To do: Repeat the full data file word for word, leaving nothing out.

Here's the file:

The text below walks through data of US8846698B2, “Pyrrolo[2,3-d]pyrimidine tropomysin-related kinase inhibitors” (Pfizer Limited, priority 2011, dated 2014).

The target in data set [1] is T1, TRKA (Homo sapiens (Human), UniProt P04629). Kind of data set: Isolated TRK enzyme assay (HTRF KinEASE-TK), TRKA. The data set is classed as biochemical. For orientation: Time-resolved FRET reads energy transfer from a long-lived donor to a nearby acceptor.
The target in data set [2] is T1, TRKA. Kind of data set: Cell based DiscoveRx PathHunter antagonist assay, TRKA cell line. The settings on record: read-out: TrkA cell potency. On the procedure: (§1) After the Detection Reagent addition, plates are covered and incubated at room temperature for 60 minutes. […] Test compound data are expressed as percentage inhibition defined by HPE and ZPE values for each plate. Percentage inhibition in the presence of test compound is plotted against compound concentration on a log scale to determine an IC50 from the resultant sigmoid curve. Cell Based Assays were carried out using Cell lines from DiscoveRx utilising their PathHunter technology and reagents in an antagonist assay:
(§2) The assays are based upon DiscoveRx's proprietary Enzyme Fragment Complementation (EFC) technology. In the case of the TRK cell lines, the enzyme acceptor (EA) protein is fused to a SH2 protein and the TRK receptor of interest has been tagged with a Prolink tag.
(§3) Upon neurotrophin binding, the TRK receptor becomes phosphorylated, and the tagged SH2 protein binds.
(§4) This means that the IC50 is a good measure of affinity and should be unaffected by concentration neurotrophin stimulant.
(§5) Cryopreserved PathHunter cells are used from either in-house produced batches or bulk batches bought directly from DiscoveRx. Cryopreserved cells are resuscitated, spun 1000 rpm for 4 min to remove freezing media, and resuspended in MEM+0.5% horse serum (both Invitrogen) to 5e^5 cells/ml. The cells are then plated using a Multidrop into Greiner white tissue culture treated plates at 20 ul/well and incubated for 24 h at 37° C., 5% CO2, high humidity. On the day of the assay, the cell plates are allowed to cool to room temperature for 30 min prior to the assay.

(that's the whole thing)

The text below walks through data of US8846698B2, “Pyrrolo[2,3-d]pyrimidine tropomysin-related kinase inhibitors” (Pfizer Limited, priority 2011, dated 2014).

The target in data set [1] is T1, TRKA (Homo sapiens (Human), UniProt P04629). Kind of data set: Isolated TRK enzyme assay (HTRF KinEASE-TK), TRKA. The data set is classed as biochemical. For orientation: Time-resolved FRET reads energy transfer from a long-lived donor to a nearby acceptor.
The target in data set [2] is T1, TRKA. Kind of data set: Cell based DiscoveRx PathHunter antagonist assay, TRKA cell line. The settings on record: read-out: TrkA cell potency. On the procedure: (§1) After the Detection Reagent addition, plates are covered and incubated at room temperature for 60 minutes. […] Test compound data are expressed as percentage inhibition defined by HPE and ZPE values for each plate. Percentage inhibition in the presence of test compound is plotted against compound concentration on a log scale to determine an IC50 from the resultant sigmoid curve. Cell Based Assays were carried out using Cell lines from DiscoveRx utilising their PathHunter technology and reagents in an antagonist assay:
(§2) The assays are based upon DiscoveRx's proprietary Enzyme Fragment Complementation (EFC) technology. In the case of the TRK cell lines, the enzyme acceptor (EA) protein is fused to a SH2 protein and the TRK receptor of interest has been tagged with a Prolink tag.
(§3) Upon neurotrophin binding, the TRK receptor becomes phosphorylated, and the tagged SH2 protein binds.
(§4) This means that the IC50 is a good measure of affinity and should be unaffected by concentration neurotrophin stimulant.
(§5) Cryopreserved PathHunter cells are used from either in-house produced batches or bulk batches bought directly from DiscoveRx. Cryopreserved cells are resuscitated, spun 1000 rpm for 4 min to remove freezing media, and resuspended in MEM+0.5% horse serum (both Invitrogen) to 5e^5 cells/ml. The cells are then plated using a Multidrop into Greiner white tissue culture treated plates at 20 ul/well and incubated for 24 h at 37° C., 5% CO2, high humidity. On the day of the assay, the cell plates are allowed to cool to room temperature for 30 min prior to the assay.